SEC’s New Climate Disclosure Rules: Impact On Carbon Accounting Startups


The Securities and Exchange Commission (SEC) has recently approved new rules that mandate public companies to disclose a portion of their greenhouse gas emissions and their vulnerability to climate change risks. The regulations will necessitate certain companies to report their Scope 1 and 2 emissions, which are direct operational and energy usage emissions. However, it excludes Scope 3 emissions, which encompass indirect pollution generated throughout their supply chains or when customers use their products or services.

Key Takeaway

The SEC’s adoption of new climate disclosure rules, while not directly applicable to startups, presents significant opportunities for carbon accounting and management startups. The regulations emphasize the growing importance of emissions and climate risk disclosures as essential metrics for evaluating companies.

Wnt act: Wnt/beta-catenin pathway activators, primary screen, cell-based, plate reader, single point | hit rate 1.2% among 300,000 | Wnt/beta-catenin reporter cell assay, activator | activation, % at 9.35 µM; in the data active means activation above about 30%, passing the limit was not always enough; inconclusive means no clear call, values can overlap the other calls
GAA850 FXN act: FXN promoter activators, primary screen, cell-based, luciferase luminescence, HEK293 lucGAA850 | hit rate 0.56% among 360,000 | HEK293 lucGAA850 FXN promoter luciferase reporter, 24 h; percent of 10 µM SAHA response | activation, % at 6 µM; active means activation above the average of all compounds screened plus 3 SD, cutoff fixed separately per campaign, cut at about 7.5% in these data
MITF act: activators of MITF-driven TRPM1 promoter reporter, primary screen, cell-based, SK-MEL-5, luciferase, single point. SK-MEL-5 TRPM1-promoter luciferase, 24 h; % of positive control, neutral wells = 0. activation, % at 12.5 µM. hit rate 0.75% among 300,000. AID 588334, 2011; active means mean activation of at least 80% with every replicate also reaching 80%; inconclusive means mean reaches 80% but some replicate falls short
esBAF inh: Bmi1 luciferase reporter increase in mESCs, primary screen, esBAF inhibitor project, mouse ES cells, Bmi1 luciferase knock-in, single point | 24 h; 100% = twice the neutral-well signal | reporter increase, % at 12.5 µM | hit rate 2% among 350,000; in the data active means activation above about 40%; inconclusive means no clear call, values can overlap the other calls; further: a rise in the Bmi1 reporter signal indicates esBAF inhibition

Opportunities for Carbon Accounting Startups

While these rules do not directly apply to privately held companies such as startups, they present significant opportunities for those operating in the carbon tracking, accounting, and management space. The new regulations could potentially inspire more founders to venture into this sector, as they create a demand for services aimed at assisting companies in identifying and mitigating their carbon footprints.

Reception and Impact

The SEC’s consideration of climate-related disclosures began in 2022, and during the rule development process, the agency received over 24,000 comments. The proposal garnered mixed reactions from publicly traded companies under the SEC’s oversight. Some companies, including Amazon, Vanguard, Ralph Lauren, and Chevron, expressed support for Scope 3 disclosures, as they already voluntarily track these emissions. Conversely, others such as Walmart, Fidelity, Gap, Southwest Airlines, and BlackRock opposed the inclusion of Scope 3, citing concerns about its accuracy.

Technological Advancements and Global Alignment

In recent years, several startups have leveraged AI to automate and enhance Scope 3 estimations, and this trend is expected to persist. The SEC’s adoption of these new rules reflects an effort to catch up with other major economies like China and the EU, both of which have existing greenhouse gas reporting requirements. Although the finalized rules are notably diluted from the initial proposal, they signify a pivotal development: Emissions and climate risk disclosures are poised to become crucial data points for investors assessing companies.

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